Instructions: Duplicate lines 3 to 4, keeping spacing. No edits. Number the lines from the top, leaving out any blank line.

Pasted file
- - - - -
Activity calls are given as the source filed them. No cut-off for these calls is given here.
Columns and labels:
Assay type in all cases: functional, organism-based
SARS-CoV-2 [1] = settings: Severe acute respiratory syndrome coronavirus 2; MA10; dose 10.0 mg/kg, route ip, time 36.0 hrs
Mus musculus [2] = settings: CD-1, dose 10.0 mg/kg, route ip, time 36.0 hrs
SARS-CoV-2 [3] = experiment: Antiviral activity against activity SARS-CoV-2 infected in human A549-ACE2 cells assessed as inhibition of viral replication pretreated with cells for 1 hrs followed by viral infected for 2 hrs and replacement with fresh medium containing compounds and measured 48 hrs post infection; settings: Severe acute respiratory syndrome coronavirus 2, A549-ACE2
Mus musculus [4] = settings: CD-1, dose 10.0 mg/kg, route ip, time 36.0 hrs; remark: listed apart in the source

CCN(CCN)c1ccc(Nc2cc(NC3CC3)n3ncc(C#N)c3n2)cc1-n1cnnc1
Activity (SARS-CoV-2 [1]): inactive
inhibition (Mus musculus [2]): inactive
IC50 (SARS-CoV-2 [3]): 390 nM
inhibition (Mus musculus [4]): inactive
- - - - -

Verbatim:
Assay type in all cases: functional, organism-based
SARS-CoV-2 [1] = settings: Severe acute respiratory syndrome coronavirus 2; MA10; dose 10.0 mg/kg, route ip, time 36.0 hrs